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Unmanned Flight Tech Slowly Taking Off

Adolfo Viramontes - Bell Flight Mexico
General Manager


Tue, 02/01/2022 - 14:00

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Q: What is Bell’s historical involvement in the oil and gas sector in Mexico and how has its presence evolved?

A: The most important niches within the Mexican oil and gas market are aerial ambulances and commercial aircraft applications needed to assist gas platforms, especially for remote deepwater projects. Currently, our technologies and services dominate the market in both areas, where PEMEX and its subcontractors are our main clients.  

Q: What new products is Bell developing and how are they different from existing solutions?

A: We are working on several projects simultaneously, including the Nexus Program as a conceptual air taxi, although this remains a working concept that will require more investment before it comes to fruition. Our main priorities include vertical elevation technologies, the Invictus 360 and the V-280 long-range military helicopter meant to offer innovative processes at an affordable cost to the U.S Army Aviation.

Q: Given the rising interest in unmanned helicopters, how close is the sector to delivering this technology?

A: Bell has taken note of the market demand and it is working to deliver on this priority. Clients in the US already have access to unmanned helicopter applications. We are exploring the opportunities to apply these unmanned technologies to other existing products. It remains a work in progress.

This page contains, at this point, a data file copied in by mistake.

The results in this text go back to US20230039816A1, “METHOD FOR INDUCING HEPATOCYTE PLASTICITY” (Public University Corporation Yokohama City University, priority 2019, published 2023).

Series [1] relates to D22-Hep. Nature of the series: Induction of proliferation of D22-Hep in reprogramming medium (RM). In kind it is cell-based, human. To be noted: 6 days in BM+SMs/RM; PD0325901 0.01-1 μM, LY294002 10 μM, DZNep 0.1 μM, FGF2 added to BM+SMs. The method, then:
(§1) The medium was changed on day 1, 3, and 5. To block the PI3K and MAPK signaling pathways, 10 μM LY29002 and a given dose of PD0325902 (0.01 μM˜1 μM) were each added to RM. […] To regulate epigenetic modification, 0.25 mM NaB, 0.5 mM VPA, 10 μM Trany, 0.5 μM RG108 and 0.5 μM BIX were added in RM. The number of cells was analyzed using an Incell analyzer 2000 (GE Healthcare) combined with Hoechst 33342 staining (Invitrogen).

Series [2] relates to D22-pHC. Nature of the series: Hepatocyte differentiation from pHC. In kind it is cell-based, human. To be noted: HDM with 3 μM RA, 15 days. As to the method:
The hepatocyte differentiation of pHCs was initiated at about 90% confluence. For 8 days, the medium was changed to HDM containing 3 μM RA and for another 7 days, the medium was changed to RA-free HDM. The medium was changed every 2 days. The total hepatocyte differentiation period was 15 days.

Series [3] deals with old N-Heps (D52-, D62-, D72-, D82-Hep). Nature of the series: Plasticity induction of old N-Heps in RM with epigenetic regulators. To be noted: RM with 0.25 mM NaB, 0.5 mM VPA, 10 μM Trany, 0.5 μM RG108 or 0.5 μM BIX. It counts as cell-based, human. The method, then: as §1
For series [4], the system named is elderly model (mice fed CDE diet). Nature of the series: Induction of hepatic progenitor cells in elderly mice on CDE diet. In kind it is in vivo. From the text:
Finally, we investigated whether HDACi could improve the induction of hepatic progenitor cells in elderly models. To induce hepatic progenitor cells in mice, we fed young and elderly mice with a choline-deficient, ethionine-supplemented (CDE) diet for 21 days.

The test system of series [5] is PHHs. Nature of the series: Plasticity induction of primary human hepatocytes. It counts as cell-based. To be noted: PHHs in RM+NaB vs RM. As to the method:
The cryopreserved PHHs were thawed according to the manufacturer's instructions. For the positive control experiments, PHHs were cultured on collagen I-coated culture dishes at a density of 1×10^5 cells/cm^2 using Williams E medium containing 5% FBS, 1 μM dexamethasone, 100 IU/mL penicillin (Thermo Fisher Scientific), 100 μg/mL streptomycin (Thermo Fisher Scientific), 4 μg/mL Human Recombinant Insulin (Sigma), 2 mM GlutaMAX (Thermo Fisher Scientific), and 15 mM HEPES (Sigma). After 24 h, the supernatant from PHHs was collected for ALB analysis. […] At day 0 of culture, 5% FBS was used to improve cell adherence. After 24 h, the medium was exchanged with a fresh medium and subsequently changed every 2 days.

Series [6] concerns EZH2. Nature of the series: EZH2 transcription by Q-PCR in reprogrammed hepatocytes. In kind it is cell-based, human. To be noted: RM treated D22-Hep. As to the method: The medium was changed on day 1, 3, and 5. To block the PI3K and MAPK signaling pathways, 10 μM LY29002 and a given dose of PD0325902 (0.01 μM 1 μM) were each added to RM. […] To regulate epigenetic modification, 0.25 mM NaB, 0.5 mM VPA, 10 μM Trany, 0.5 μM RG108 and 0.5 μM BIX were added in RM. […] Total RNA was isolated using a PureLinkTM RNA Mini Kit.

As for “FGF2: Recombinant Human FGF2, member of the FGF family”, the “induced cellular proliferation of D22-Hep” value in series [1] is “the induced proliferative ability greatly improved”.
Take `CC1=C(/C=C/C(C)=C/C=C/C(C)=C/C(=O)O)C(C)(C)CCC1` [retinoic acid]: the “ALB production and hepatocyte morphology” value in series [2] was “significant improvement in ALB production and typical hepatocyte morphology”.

Q: Unmanned technologies can be an uncomfortable psychological hurdle for the general public. How does Bell plan to make these technologies acceptable for this audience?

A: I do think that this will be a hurdle to overcome, for us and for the wider industry. That is why we have focused on the military in terms of adapting these applications. That will help to generate some sense of security and normalcy with the public. Only after these negative sentiments are overcome can we then begin to introduce commercial transport applications.

Q: What is the normal process by which Bell adapts military technologies to fit industrial commercial applications?

A: There is no standard adaptation process in place for this, given that it is very uncommon. Fundamentally, military and commercial planes are engineered to fulfil different purposes. Military aircrafts typically require to be reliable, survivable and lethal on the battlefield. In contrast, commercial aircraft are defined by carrying capacity, versatility and long-range capabilities.

Q: What are Bell Mexico’s goals for the next 12 months?

A: Despite the COVID-19 pandemic, due to our function in Mexico’s oil and gas niche market, we have not experienced the recession and market contraction observed by commercial airlines. In fact, we have enough work to carry us for the next three years, mainly in the development of commercial aircraft, especially for the 407 and 429 helicopter models.


Bell is an American aerospace company specialized in helicopter manufacturing with a track record of 85 years in technological innovation in both the commercial and military aviation segments. Its products are present in 120 countries.   

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